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Re: [ujeni] Lake Malawi Temperature

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  • Jesse Johnson
    Hi Cathy, Well, I was attracted to that article because it is recent (2005), and deals with Malawi. I have fun thinking about a bunch of geophysicists trying
    Message 1 of 4 , Nov 16, 2005
      Hi Cathy,

      Well, I was attracted to that article because it is recent (2005), and
      deals with Malawi. I have fun thinking about a bunch of geophysicists
      trying to acquire a lake core in Malawi.

      Then I started thinking about the data. It shows huge changes in
      temperature. I don't think one can say, oh, it's hot, that means
      drought, or vice versa. But what you can say (I think) is that there are
      giant swings on a scale of thousands of years. If anything, lakes have
      a calming effect on big swings (all that water doesn't like to change
      its temperature), away from the lake it was likely even worse.

      Thousands of years, thats the kind of time one needs to do things like;
      domesticate a chicken, selectively breed crops to get higher yields,
      find ways to store harvests, or just identify good species to focus on.
      Well, about the time you start to make headway on any of that, you are
      suddenly living in another world, climate wise.

      And what you really need, if your going to develop science, religion,
      arts, and culture, government and law, what you really need, is
      agricultural stability.

      This graph shows that (probably) Southern Africa never got that.

      And maybe (maybe) that is part of why Africa is the way it is.

      Maybe. It's a question I can't stop thinking about.

      Good to hear from you. Attached is a photo of the boys. They are about
      to participate in this great Montana tradition, hunting. Just driving
      around really, looking out of a truck for elk. This is part of how we
      get on with the neighbors. But they do love to get dressed up.

      Jesse
    • Daniel Dudley
      God, Jessie, the kids look GREAT!!! Nice article that you sent around, and thoughts here, interesting to think about. Can you send me a link where I can get
      Message 2 of 4 , Nov 18, 2005
        God, Jessie, the kids look GREAT!!! Nice article that you sent around, and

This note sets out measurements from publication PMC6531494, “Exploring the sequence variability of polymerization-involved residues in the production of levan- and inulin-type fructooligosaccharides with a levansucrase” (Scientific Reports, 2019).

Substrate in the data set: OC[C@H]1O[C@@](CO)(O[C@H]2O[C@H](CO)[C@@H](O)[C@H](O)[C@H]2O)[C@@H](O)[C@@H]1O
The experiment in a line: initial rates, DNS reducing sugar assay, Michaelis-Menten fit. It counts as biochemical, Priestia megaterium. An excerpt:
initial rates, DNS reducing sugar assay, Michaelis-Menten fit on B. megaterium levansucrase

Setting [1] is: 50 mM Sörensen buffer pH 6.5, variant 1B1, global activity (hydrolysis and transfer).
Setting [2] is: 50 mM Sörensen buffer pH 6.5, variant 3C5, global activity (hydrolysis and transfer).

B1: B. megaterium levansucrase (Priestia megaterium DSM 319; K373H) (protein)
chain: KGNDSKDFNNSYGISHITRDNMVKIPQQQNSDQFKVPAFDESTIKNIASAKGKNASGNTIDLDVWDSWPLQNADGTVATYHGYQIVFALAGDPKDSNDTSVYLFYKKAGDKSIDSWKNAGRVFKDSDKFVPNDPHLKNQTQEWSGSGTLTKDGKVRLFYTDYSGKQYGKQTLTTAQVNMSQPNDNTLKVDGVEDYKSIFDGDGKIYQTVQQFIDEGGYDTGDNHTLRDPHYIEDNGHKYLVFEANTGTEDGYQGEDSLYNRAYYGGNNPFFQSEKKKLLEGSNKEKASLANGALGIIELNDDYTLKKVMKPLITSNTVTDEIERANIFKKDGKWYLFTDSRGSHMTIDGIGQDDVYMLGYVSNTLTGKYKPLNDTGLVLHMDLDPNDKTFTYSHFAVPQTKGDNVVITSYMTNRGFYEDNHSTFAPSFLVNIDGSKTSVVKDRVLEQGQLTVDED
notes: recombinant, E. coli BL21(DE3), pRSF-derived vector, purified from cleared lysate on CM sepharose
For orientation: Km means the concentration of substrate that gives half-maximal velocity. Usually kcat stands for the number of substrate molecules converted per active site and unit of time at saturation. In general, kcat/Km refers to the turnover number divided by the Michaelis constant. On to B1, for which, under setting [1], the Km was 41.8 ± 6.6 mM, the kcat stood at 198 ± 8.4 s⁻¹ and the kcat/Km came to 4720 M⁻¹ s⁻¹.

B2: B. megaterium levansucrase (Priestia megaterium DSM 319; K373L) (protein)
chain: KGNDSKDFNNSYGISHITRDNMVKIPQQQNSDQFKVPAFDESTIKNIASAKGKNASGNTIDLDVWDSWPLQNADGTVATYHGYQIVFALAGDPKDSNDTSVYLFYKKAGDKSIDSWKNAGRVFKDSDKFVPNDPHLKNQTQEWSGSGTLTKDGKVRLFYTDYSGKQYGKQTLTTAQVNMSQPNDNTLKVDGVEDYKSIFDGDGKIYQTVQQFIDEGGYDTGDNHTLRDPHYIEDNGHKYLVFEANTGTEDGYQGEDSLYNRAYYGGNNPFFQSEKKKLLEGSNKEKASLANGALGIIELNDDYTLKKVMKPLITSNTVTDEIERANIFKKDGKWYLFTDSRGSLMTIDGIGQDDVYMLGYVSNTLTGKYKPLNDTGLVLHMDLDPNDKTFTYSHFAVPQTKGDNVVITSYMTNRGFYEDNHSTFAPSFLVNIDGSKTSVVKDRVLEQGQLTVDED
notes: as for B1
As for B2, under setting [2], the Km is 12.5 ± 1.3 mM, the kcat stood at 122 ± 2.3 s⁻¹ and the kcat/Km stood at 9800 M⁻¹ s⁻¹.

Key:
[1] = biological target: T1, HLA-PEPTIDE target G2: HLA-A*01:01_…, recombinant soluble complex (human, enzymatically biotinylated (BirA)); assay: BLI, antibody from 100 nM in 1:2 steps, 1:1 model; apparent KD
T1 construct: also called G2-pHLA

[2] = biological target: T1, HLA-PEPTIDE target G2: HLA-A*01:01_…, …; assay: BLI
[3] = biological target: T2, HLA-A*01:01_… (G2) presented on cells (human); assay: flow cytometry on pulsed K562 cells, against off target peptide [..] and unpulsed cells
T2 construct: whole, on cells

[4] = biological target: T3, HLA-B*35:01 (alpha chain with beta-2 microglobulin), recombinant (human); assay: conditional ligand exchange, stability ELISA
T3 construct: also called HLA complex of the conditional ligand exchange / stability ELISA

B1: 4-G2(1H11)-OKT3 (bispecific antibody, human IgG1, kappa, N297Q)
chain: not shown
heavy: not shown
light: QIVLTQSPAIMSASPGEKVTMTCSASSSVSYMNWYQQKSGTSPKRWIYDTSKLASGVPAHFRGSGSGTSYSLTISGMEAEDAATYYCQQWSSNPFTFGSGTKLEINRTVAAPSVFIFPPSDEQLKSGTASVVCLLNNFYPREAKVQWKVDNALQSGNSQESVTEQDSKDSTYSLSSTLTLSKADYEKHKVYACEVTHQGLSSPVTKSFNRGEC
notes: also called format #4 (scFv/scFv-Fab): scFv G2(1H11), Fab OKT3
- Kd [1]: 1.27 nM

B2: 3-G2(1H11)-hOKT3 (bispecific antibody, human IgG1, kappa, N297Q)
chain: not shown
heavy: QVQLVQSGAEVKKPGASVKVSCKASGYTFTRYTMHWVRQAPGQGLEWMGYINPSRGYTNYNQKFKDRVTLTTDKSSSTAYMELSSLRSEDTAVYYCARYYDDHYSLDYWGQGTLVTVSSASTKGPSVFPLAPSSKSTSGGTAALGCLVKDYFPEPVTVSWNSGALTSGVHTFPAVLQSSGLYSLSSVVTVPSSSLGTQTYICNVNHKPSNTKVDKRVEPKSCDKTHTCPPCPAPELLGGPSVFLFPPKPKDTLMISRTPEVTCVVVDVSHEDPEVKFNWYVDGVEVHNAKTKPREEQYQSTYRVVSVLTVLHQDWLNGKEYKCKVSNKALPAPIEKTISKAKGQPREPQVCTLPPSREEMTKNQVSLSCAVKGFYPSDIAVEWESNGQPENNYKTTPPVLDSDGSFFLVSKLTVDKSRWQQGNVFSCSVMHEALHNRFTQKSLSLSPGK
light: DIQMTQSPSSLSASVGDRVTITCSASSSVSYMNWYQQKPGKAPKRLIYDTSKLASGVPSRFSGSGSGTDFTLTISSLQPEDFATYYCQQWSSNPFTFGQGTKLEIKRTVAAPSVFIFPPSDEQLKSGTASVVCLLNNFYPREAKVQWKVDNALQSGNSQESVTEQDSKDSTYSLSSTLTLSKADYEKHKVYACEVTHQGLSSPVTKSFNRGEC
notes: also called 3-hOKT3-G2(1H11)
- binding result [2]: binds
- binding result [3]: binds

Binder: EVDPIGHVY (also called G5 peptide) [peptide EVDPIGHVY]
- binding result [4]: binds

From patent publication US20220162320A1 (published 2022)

thoughts here, interesting to think about. Can you send me a link where I
        can get some information on that science thing that you did last year, I
        have a student that may be interested!!!

        Dan


        >From: Jesse Johnson <johnson@...>
        >Reply-To: ujeni@yahoogroups.com
        >To: ujeni@yahoogroups.com
        >Subject: Re: [ujeni] Lake Malawi Temperature
        >Date: Thu, 17 Nov 2005 00:25:19 -0700
        >
        >Hi Cathy,
        >
        >Well, I was attracted to that article because it is recent (2005), and
        >deals with Malawi. I have fun thinking about a bunch of geophysicists
        >trying to acquire a lake core in Malawi.
        >
        >Then I started thinking about the data. It shows huge changes in
        >temperature. I don't think one can say, oh, it's hot, that means
        >drought, or vice versa. But what you can say (I think) is that there are
        >giant swings on a scale of thousands of years. If anything, lakes have
        >a calming effect on big swings (all that water doesn't like to change
        >its temperature), away from the lake it was likely even worse.
        >
        >Thousands of years, thats the kind of time one needs to do things like;
        >domesticate a chicken, selectively breed crops to get higher yields,
        >find ways to store harvests, or just identify good species to focus on.
        >Well, about the time you start to make headway on any of that, you are
        >suddenly living in another world, climate wise.
        >
        >And what you really need, if your going to develop science, religion,
        >arts, and culture, government and law, what you really need, is
        >agricultural stability.
        >
        >This graph shows that (probably) Southern Africa never got that.
        >
        >And maybe (maybe) that is part of why Africa is the way it is.
        >
        >Maybe. It's a question I can't stop thinking about.
        >
        >Good to hear from you. Attached is a photo of the boys. They are about
        >to participate in this great Montana tradition, hunting. Just driving
        >around really, looking out of a truck for elk. This is part of how we
        >get on with the neighbors. But they do love to get dressed up.
        >
        >Jesse
        >
        >
        >
        >
        >
        >Yahoo! Groups Links
        >
        >
        >
        >


        ><< hunt.jpg >>
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